************************************Here is some information about the ancient Egyptian Goddess Mehen: Mehen Patron of: defender of the Sun Boat Appearance: A serpent-headed man holding a spear, standing in the prow of the Sun Boat, or as a giant snake coiled around it. Description: In the Old Kingdom and in predynastic literature, Mehen, along with Set in his original form, fights Apep daily as the sun travels across the sky. Mehen wraps his coils around Apep, while Set strikes at Apep with a spear. Yes yes, darlings, I know - Mehen is referred to as a "serpent-headed man" in later ancient Egyptian references (all long past the Archaic Period) and the early 19th century adventurers who excavated Egypt just assumed that Mehen was a god. But think about it: (1) Mehen was paired with Set in his original form (Set was the original husband of the goddess Nepthys, sister of Isis). The Egyptians often paired their goddesses and gods together (think of the four pairs of gods and goddesses that make up the original Egyptian Ogdoad). (2) There were TWO GODDESSES on one of the sacred crowns of Egypt, signifying the uniting of the Two Lands (Upper and Lower Egypt): the Vulture Goddess and the Serpent Goddess who, together, guarded Pharaoh. Depictions of Mehen encircling the Sun God Re (Pharaoh incarnate) on the Royal Barque remind me of a fetus within a womb. I haven't done a study on the subject, but my guess is that the serpent-enclosed depictions of Pharaoh are older, and the depictions of Mehen as a serpent-headed male with a spear on the Royal Barque are much later interpretations of the ancient texts that New Kingdom Egyptians incorporated into tomb paintings of Re's journey through the "underworld", which those artists no longer perfectly understood.
Saturday, February 21, 2009
Mehen: An Ancient Egyptian Board Game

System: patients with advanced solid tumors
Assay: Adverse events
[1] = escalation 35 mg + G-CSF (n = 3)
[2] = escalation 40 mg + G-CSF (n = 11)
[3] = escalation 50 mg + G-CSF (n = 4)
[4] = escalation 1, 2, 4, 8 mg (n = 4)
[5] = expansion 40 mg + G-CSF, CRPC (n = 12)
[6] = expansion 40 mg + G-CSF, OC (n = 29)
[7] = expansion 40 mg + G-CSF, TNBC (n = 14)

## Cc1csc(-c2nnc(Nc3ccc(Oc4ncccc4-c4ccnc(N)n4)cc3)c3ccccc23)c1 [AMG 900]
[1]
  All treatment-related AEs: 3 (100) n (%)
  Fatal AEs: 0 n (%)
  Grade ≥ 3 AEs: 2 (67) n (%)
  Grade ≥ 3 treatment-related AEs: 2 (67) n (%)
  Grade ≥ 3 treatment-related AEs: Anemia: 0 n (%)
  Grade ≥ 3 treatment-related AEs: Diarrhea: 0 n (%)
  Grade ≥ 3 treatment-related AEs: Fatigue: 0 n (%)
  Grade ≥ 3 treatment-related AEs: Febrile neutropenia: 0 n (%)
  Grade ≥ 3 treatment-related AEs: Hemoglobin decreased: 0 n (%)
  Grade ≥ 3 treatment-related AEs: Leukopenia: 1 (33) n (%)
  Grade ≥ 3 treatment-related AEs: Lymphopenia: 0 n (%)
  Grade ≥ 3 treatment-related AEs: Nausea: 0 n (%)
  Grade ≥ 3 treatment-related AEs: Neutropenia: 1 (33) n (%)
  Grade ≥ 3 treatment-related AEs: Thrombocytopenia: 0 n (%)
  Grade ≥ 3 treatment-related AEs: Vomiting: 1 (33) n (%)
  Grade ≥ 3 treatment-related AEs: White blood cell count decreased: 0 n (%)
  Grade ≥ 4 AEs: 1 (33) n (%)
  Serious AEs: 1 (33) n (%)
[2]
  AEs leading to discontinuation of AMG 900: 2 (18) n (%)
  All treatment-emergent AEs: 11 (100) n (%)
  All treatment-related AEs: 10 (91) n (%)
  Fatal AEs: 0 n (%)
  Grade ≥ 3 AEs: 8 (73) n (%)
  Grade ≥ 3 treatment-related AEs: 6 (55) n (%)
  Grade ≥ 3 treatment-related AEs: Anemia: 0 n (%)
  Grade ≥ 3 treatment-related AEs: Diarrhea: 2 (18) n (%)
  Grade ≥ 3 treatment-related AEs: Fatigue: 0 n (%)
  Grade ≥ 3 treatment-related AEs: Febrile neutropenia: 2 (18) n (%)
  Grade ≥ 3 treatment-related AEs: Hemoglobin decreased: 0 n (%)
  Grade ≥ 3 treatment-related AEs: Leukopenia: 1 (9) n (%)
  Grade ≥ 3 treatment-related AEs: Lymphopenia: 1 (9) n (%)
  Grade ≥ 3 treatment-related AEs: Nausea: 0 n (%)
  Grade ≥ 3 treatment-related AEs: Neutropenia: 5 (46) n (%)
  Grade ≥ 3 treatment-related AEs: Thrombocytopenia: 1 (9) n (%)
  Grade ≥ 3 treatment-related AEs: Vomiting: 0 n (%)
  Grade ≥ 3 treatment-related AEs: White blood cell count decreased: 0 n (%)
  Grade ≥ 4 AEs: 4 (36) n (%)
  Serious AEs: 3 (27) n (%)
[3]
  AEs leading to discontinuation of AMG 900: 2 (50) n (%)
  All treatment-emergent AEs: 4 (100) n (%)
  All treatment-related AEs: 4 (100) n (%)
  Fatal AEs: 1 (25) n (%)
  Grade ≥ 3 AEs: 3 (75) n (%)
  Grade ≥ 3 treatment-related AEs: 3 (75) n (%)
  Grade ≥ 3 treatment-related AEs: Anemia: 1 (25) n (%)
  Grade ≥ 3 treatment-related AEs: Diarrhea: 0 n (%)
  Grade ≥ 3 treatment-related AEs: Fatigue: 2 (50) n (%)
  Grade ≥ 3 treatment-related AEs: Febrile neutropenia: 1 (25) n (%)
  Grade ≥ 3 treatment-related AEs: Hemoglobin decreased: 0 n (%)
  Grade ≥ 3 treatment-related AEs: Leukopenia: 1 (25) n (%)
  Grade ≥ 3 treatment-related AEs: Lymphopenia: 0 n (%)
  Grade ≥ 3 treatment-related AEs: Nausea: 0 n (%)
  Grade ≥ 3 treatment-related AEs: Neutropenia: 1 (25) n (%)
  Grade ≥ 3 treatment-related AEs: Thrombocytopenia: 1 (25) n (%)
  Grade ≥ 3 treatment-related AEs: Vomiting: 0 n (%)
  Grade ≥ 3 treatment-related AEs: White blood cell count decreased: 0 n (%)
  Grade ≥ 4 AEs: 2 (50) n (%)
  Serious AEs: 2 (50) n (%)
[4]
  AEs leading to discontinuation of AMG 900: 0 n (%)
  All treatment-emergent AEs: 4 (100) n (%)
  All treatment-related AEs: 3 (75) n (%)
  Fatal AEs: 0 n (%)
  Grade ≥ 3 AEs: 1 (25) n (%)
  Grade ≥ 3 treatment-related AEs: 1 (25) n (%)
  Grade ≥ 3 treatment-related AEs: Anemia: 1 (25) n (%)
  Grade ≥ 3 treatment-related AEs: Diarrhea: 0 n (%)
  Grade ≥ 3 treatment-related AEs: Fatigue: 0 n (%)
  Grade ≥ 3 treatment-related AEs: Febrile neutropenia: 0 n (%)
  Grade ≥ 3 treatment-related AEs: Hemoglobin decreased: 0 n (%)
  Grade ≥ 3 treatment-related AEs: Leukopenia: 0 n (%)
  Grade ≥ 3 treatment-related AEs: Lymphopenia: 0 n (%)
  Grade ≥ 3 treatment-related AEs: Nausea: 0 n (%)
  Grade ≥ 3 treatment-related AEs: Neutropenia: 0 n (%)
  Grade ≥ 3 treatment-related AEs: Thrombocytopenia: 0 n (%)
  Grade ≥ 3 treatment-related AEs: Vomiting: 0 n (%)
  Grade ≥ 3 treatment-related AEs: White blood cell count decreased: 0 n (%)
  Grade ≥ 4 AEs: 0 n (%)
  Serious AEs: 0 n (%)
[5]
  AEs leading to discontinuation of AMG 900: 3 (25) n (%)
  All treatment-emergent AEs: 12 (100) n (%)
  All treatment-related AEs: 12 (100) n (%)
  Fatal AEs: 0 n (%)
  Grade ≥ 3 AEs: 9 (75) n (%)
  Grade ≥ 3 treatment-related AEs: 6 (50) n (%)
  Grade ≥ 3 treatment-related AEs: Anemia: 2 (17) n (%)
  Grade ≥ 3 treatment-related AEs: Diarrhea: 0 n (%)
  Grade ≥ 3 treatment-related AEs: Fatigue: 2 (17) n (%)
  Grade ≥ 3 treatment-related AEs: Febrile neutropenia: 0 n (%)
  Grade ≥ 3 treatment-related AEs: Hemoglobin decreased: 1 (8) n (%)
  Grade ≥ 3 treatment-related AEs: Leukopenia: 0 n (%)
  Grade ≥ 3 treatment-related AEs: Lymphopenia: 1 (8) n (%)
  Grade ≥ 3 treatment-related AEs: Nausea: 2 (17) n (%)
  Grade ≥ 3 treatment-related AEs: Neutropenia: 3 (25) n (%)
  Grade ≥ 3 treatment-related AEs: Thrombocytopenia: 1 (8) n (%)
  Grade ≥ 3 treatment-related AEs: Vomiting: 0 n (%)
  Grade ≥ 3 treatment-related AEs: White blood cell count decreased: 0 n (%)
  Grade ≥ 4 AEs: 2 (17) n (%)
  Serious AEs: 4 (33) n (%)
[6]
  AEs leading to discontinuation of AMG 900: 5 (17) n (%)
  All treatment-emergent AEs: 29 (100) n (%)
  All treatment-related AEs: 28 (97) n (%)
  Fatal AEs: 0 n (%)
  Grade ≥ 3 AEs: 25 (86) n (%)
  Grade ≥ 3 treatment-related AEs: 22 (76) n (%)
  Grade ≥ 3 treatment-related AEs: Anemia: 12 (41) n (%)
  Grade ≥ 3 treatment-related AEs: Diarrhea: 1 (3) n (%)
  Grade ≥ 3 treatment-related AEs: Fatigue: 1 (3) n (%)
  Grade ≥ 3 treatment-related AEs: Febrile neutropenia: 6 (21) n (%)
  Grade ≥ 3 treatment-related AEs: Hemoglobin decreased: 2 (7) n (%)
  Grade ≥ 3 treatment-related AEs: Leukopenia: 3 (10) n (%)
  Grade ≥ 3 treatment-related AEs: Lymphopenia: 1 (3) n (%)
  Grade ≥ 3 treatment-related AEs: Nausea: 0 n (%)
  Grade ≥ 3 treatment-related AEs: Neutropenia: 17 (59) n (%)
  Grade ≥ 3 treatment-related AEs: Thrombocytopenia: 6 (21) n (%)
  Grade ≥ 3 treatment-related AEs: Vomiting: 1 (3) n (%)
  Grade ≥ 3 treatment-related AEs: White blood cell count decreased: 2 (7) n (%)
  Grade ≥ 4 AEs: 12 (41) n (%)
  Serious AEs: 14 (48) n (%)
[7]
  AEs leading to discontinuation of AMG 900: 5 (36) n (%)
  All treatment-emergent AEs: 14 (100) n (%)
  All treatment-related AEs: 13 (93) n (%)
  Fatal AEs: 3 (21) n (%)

More info on Mehen. This Mehen board is from the British Museum, c. 2800 BCE. Sorry, I don't have the exhibit number or provenance saved in My Pictures and when I looked for it today, I could not find it archived at the British Museum's website. Drat! Doesn't this remind you of the "ALL SEEING EYE" with sun-rays coming out from it??? We don't know the rules - but we have examples of the playing pieces in several museums. The following information comes from P.S. Neeley's website on Mehen, where you can also download a version of the game: ‘Mehen’, which means ‘coiled one’ or as a verb, ‘to coil’, in ancient Egyptian was played on a spiral game board – most often explicitly in the form of a snake – with varying numbers of slots (playing squares), six sets of differently colored marbles (the playing pieces, with six marbles to a set), and six special playing pieces in the form of a dangerous, predatory animal – most often lions (but sometimes dogs or even hippos). It is the only multi-player ancient Egyptian board game known – the others were contests between two players (or teams), while Mehen could accommodate as many as six contestants. Strangely, it also seems to have ceased being played in ancient Egypt from just after 2000 BC. (during the early Middle Kingdom)... The Petrie Museum (among others) has a collection of archaic lions that date to Naqada III (pre-dynastic and Dynasty "Zero"). (Image from Petrie Museum, from My Pictures). According to P.S. Neeley, a form of Mehen may have survived into the early 20th century: In the 1920s, anthropologists, explorers, and adventurers found a curious, spiral based, game being played by Baggara Arabs of the Sudan -- The Hyena Game (You can see the rules for this game in The Rules section of the help file). Tim Kendall writes: " In all essential details the "Hyena Game" seems to have been identical to Mehen. It was played on a spiraling track, employed stick dice of precisely the kind known from Archaic Egyptian contexts, and had two types of pieces, one representing a predatory animal. The only difference would seem to be that the ancient Egyptians allotted six counters to each player rather than only one." [But, see Piccione's comments, below] Here are Dr. Peter Piccione's comments on Mehen from the old ANE Digest message/bulletin board: From: "Peter Piccione" email@example.com Date: 30 Nov 1994 17:23:28 USubject: Re: Phaistos/games/duplicate Reply to: RE>Phaistos/games/duplicate On 11/22 Dr. John Baker asked about the Phaistos Disk (Crete, 17th century BC),"can it have been some sort of table game?" As I recall, this possibility was mentioned and discussed at the Colloquium on Board Games of the Ancient World, held at the British Museum in September 1990. Timothy Kendall of the Museum of Fine Arts, Boston, presented a fine paper on the Egyptian game of *mehen* (entitled, "The Egyptian Game of the Snake"), and I think he may have noted the similarities between the game and the Phaistos Disk. Unfortunately, the proceedings of that symposium are still in press, and I don't know that a publication date has even been set yet (but that's another matter). On 11/23, Dr. Joanna Smith wrote that the game in question is the spiral-form "game of snake" (citing W. Decker, SPORTS AND GAMES OF ANCIENT EGYPT, 131-33). She then broached the subject of small inscribed clay balls found on Cyprus about which Dikaios earlier conjectured were marbles for gaming (P. Dikaios,ENKOMI 2, p. 516). These balls are clay and impressed with Cyprio-Minoan signs, meaning uncertain (E. Masson, STUDIES IN MEDITERRANEAN ARCHAEOLOGY31/1). Dr. Smith noted the similarity between these balls and small Egyptian gaming balls (viz. "marbles"), which were associated earlier with the "game of snake." Those balls are made of stone and are incised with decorative text. She described an illustration of an inscribed Egyptian marble in association with that game, published by G. Hart, ANCIENT EGYPT, p. 53 [middle left] (BTW, the source for this photo is noted on p. 64, "p. 53ml"). She quotes Hart's description of the marble, "the stone counters are sometimes carved with thenames of Egypt's earliest pharaohs." My own extensive research into Egyptian board games and their religious associations has shed some light on the game of *mehen* (as the "game of snake"is properly called in Egyptian). The "mehen" is both the coiled serpent of that gameboard, as well as the proper noun, Mehen, denoting the specific serpent-deity embodied in the game. Regarding this game, note the following recent references: Decker, W. and Herb, M. BILDATLAS ZUM SPORT IM ALTEN AEGYPTEN: CORPUS DERBILDLICHEN QUELLEN ZU LEIBESUEBUNGEN, SPIEL, JAGD, TANZ UND VERWANDTEN THEMEN.Vol. 1, TEXT, pp. 608-11, 633-42. Vol. 2, ABBILDUNGEN, pls. 355-59. Handbuchder Orientalistik. Abteilung 1. Der Nahe und der Mittlere Osten 14. Leiden: E.J. Brill, 1994. Kendall, T. LEXIKON DER AEGYPTOLOGIE, ed. W. Helck and E. Otto. Vol. 5, 653-55.Wiesbaden: O. Harrassowitz. S.v. "Schlangenspiel" [in English]. Kendall, T. "An Ancient Egyptian Board Game among the Khababish?" In his"Ethnoarchaeology in Meroitic Studies." MEROITICA 10 (1984): 711-15. Piccione, P. "The Historical Development of the Game of Senet and Its Significance for Egyptian Religion," 41-42, 217-27. Ph.D. dissertation,University of Chicago, 1990. [Available through University Microfilms] Piccione, P. "Mehen, Mysteries and Resurrection from the Coiled Serpent."JOURNAL OF THE AMERICAN RESEARCH CENTER IN EGYPT 27 (1990): 43-52. N.B., the still important seminal study (although outdated in certain conclusions and syntheses): Ranke, H. "Das Altaegyptische Schlangenspiele." SITZUNGBERICHTE DERHEIDELBERGER AKADEMIE DER WISSENSCHAFTEN 11. Heidelberg: Carl Winter, 1920. The archaeological and artistic evidence for the game of *mehen* is found only in contexts dating from the Predynastic Period through the Old Kingdom (perhaps as late as the First Intermediate Period). Later in the Saite Period, the play of the game is again depicted on the walls of two tombs, as part of the neo-Memphite revival--when Old Kingdom artistic motives and themes were temporarily revived for socio-political purposes. The pattern strongly suggests that the *mehen*-game ceased to be played in Egypt after the Old Kingdom. Representations in the tomb of Hesyre and various other mastabas reveal that 2-6 people played at any one time (probably forming 2 teams of 1-3 players ea.) Gaming pieces included: 6 sets of marbles (6 per player) and 2 sets of feline draughtsmen (3 couchant lions and 3 couchant lionesses), probably 1 set for each team. That the game quickly developed significant and deep-seated religious associations (if these were not actually original to the game!) is indicated by the game's occurence and function in the Pyramid Texts and Coffin Texts (q.v. Piccione, "Mehen," passim). While marbles were an important component of the game, none have ever been found together with any *mehen*-gameboards. Thus, the photograph of marble and board in Hart's ANCIENT EGYPT represents a false assemblage, composed, no doubt, for illustrative purposes (a common practice in museum display). That marble does not belong to that *mehen*-board. Because marbles were also in popular use with games other than *mehen* (e.g., Petrie, NAQADA AND BALLAS, p.35, pl. VII ), their occurence in an archaeological context does not necessarily indicate the presence of a *mehen*-game, specifically. Dr. Smith asked about the significance of Egyptian marbles which happen to be inscribed. Actually these are very rare, given the large number of uninscribed marbles recovered in Egypt. Most of the known examples are published by Peter Kaplony, DIE INSCHRIFTEN DER AEGYPTISCHEN FRUEHZEIT. Supplement, pp. 28-31[1050-1052], pl. 2. Aegyptologische Abhandlungen 9. Wiesbaden: Harrassowitz, 1964. The specimen published by Hart, now in the British Museum, is incised with the name of King Aha. The marbles of Kaplony's corpus are incised with the names of kings of the Archaic Period, specifically. They usually derive from the mastabas and cenotaphs of these kings and are probably inscribed as such to denote them as the property of their owners. The kings whose names are found inscribed on such marbles include: Aha (c. 3050-3016 BC), Djer (c. 3016-2970 BC), Wadji (c.2970-2963 BC), Anedjib (c. 2949-2897 BC), and Ninetjer (c. 2815-2778 BC). Uninscribed marbles have also been found in the tombs of these and other kings of the period. Other than this limited group of royalty, no other inscribed marbles are presently known to me (but that's not saying too much!). Note that the draughtsmen of other games (e.g., *senet*) are also rarely inscribed with the names of their owners (royal or otherwise). These incised Egyptian marbles probably were associated originally with*mehen*-boards in the burials. To my mind, though, there is almost certainly no connection between the Egyptian incised marbles and Dr. Smith's inscribed balls from Cyprus. (BTW, despite Dikaios' suggestion that these balls are gaming pieces, I am not convinced they are marbles for gaming. There is nothing to suggest that they could not, otherwise, have been used in some fashion as counting stones, for divination and sortilege, etc.). Whether or not the *mehen*-game was actually the inspiration for the Phaistos Disk of Crete or for stone slabs on Cyprus carved with patterns of coiling dots or for the Hyena Game of The Sudan is another more vexing question, and it is better kept for another discussion. Those interested should see S. Swiny, "Bronze Age Gaming Stones from Cyprus," REPORT OF THE DEPARTMENT OF ANTIQUITIESCYPRUS 5 (1980): 54-78 and Kendall's article in MEROITICA (cited above). However, because of chronological considerations--although I do not deny the possibility, I am far more cautious and hesitant than Swiny and Kendall in identifying such stones on Cyprus and games in the remotest backwaters of The Sudan specifically as *mehen* or as descendents of *mehen*. Peter Piccione